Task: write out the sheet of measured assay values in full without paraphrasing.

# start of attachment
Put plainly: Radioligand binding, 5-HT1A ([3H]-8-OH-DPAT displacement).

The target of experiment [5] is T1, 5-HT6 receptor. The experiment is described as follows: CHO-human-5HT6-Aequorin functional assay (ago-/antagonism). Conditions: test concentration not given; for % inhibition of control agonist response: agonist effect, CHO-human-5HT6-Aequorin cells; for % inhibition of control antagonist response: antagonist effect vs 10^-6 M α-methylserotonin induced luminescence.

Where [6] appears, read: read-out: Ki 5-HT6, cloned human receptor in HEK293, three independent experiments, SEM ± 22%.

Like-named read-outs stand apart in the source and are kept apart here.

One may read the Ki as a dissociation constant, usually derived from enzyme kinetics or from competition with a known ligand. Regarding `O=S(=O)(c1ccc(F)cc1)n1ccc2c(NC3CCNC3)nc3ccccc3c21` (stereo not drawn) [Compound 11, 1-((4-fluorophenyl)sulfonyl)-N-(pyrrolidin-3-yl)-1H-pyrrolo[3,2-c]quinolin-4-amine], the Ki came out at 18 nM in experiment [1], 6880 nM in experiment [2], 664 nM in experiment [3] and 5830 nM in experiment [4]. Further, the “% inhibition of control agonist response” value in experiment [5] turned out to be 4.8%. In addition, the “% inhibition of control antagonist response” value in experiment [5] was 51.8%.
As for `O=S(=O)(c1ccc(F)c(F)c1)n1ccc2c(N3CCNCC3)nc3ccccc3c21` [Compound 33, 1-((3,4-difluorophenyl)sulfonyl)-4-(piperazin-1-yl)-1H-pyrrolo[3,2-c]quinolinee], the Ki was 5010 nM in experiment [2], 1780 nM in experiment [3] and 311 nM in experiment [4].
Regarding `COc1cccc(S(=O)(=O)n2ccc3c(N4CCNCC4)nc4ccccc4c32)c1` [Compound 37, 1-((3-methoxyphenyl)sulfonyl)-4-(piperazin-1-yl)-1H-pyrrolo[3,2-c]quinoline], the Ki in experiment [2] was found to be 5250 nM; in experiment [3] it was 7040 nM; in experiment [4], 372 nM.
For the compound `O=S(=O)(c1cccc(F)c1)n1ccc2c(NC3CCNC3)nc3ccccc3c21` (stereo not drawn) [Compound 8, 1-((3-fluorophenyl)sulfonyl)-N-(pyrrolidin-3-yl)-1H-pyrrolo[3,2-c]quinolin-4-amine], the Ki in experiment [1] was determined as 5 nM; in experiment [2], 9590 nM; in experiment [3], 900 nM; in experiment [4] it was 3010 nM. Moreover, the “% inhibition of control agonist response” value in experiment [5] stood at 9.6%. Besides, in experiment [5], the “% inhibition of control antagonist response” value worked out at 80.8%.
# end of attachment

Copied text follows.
Put plainly: Radioligand binding, 5-HT1A ([3H]-8-OH-DPAT displacement).

The target of experiment [5] is T1, 5-HT6 receptor. The experiment is described as follows: CHO-human-5HT6-Aequorin functional assay (ago-/antagonism). Conditions: test concentration not given; for % inhibition of control agonist response: agonist effect, CHO-human-5HT6-Aequorin cells; for % inhibition of control antagonist response: antagonist effect vs 10^-6 M α-methylserotonin induced luminescence.

Where [6] appears, read: read-out: Ki 5-HT6, cloned human receptor in HEK293, three independent experiments, SEM ± 22%.

Like-named read-outs stand apart in the source and are kept apart here.

One may read the Ki as a dissociation constant, usually derived from enzyme kinetics or from competition with a known ligand. Regarding `O=S(=O)(c1ccc(F)cc1)n1ccc2c(NC3CCNC3)nc3ccccc3c21` (stereo not drawn) [Compound 11, 1-((4-fluorophenyl)sulfonyl)-N-(pyrrolidin-3-yl)-1H-pyrrolo[3,2-c]quinolin-4-amine], the Ki came out at 18 nM in experiment [1], 6880 nM in experiment [2], 664 nM in experiment [3] and 5830 nM in experiment [4]. Further, the “% inhibition of control agonist response” value in experiment [5] turned out to be 4.8%. In addition, the “% inhibition of control antagonist response” value in experiment [5] was 51.8%.
As for `O=S(=O)(c1ccc(F)c(F)c1)n1ccc2c(N3CCNCC3)nc3ccccc3c21` [Compound 33, 1-((3,4-difluorophenyl)sulfonyl)-4-(piperazin-1-yl)-1H-pyrrolo[3,2-c]quinolinee], the Ki was 5010 nM in experiment [2], 1780 nM in experiment [3] and 311 nM in experiment [4].
Regarding `COc1cccc(S(=O)(=O)n2ccc3c(N4CCNCC4)nc4ccccc4c32)c1` [Compound 37, 1-((3-methoxyphenyl)sulfonyl)-4-(piperazin-1-yl)-1H-pyrrolo[3,2-c]quinoline], the Ki in experiment [2] was found to be 5250 nM; in experiment [3] it was 7040 nM; in experiment [4], 372 nM.
For the compound `O=S(=O)(c1cccc(F)c1)n1ccc2c(NC3CCNC3)nc3ccccc3c21` (stereo not drawn) [Compound 8, 1-((3-fluorophenyl)sulfonyl)-N-(pyrrolidin-3-yl)-1H-pyrrolo[3,2-c]quinolin-4-amine], the Ki in experiment [1] was determined as 5 nM; in experiment [2], 9590 nM; in experiment [3], 900 nM; in experiment [4] it was 3010 nM. Moreover, the “% inhibition of control agonist response” value in experiment [5] stood at 9.6%. Besides, in experiment [5], the “% inhibition of control antagonist response” value worked out at 80.8%.